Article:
tv Your Bottom Line CNN April 2, 2011 9:30am-10:00am EDT
in florida. it left 12 people dead, 6 people were also killed and another 46 injured this morning in a similar protest in kandahar province. i'm going to hand this over to "your bottom line." i'll be back at the top of the hour with more of your news. is the american dream of home ownership gone forever? a bold new call this week that the worst is over. welcome to "your bottom line." i'm christine romans. at the housing peak in june 2007, the median home price of an existing home was more than $230,000. today a third of that value is gone. the median existing home price in february $157,000. here with me now, forget stocks,
don't bet on gold, after four years of plunging home prices, the most attractive asset is housing. state your case, sir. >> well, first of all, it's always good to buy when down in value by 40%, including inflation as opposed to tripled. you don't hear that very much. typically you hear, you know, buy gold, buy stocks. these are assets that have been bid way up in price recently, bonds the same thing. housing has been going down for virtually five years. we finally gotten back, and it should have gone down. it needed to go down. baufz housing is drive i becaus by rents. and when renting is much cheaper than owning, which was the case for a very long time, people are going to rent. and what we've seen is for five or six years, all household formations went into rentals. we've become a rental society. and now finally, and it just really the turning point came early this year, it's now much more cheaper to own than to
rent, especially in the markets that have been the hardest hit. >> i want to show you the results of a recent survey about home ownership in particular. the reason people gave for home ownership. the number one reason, having a place to raise a family. that is why i bought a house. nothing to do with the cycle of home prices in this country. of building equity rather than paying rent, making a good long-term investment, acquiring an asset. you start to see more of the financial and community-related. only 2% for tax deduction. this is their field guide for the benefits of home ownership. this is in magazines from martha stewart living to popular mechanics, they have a pull-out field guide saying home ownership has proven to reduce crime. 10% more likely to attend church, less likely to be a teenage mother, making a strong push for home ownership. a lot of people are thinking about a home right now with none of these things in mind. >> and good for them. because they shouldn't be --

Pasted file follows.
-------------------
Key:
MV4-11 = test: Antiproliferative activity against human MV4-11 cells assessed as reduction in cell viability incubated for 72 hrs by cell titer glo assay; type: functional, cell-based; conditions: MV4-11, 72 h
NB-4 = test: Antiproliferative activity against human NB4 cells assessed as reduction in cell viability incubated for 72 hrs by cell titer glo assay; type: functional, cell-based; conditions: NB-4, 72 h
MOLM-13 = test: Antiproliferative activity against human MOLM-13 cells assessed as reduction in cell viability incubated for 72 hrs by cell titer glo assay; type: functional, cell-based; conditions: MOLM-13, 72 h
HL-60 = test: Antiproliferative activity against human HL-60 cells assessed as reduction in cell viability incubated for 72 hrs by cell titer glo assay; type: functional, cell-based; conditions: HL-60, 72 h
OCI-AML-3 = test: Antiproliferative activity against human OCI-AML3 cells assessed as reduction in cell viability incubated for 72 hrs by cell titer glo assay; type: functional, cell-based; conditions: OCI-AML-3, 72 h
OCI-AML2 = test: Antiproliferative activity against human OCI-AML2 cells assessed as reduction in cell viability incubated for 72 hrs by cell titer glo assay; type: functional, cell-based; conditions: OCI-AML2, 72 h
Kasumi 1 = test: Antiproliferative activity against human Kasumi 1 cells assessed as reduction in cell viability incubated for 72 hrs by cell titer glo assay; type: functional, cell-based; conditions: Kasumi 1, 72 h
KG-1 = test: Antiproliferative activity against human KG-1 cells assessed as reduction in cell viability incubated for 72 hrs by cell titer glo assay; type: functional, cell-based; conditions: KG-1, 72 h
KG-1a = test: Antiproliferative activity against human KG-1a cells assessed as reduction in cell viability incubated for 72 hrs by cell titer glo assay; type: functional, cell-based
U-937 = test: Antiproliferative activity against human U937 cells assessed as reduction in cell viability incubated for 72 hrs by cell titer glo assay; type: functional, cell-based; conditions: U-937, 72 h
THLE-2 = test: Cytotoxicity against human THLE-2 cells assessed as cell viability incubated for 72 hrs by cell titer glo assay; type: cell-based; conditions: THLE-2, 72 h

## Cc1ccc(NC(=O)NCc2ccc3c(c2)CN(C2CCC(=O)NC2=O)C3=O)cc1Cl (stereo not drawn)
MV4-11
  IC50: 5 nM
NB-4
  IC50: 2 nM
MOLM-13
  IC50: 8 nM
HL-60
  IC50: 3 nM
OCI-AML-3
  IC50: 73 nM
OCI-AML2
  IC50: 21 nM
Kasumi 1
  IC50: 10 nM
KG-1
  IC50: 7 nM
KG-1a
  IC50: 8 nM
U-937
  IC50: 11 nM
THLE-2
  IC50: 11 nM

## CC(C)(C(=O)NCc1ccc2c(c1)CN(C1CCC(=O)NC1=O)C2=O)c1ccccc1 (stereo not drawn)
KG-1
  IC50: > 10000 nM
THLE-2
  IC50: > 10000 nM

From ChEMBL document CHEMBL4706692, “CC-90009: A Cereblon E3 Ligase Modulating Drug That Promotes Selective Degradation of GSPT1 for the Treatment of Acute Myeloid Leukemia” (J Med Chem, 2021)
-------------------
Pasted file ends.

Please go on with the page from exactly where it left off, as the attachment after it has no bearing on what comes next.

>> thinking about how much money they have in their paycheck. >> on the one hand, this is ridiculous. all of the stats are probably accurate, and they're exactly backwards. the people in a position, stable enough to own a house have all of these good attributes, it's not the other way around. the house didn't make them better people. more importantly, i know there's an national obsession with owning a house that has survived this horrible crash. people think, as soon as i get out of college, i've got to buy that house. i agree with shawn 100% that right now houses are -- it's a good time to buy. and you want the assets that have come down. but you don't buy a house if you're a young person who might get a job offer in a state across the country. right now people can't move to where the jobs are because they'd have to take a big check to the closing. but if you're renting, hey, great, i got a great offer, i'm going to go take it. >> the key is understanding what is the key to making money off the house? and the big part is staying put. not like an asset like gold
where you want to buy it, sell it, and it goes up within a year, you want to stay put. on the topic of the survey in terms of the voting and all of these stats are ridiculous. they say nothing about age, the older you are, the more likely you are to own. that sort of thing. it's not about that backwards. it's about really are you in a position to buy? >> how do you know that? >> i agree that it is. if you are in a position to buy, now is a good time to buy, especially if we see fannie and freddie go away. it's an absolute bargain. but you have to be in a position to buy, you have to have great credit. and i get yelled at and e-mails about this from people all the time who say to me, especially mortgage lenders who say how could you dare say that? the guy who e-mails me with a credit score at 540 and gets a mortgage at 8%, that's not sustainable. if you want the best rates, clean up your credit, have lots of cash savings, and be ready to stay there for a long time. in the past we used to say three years, now we say at least five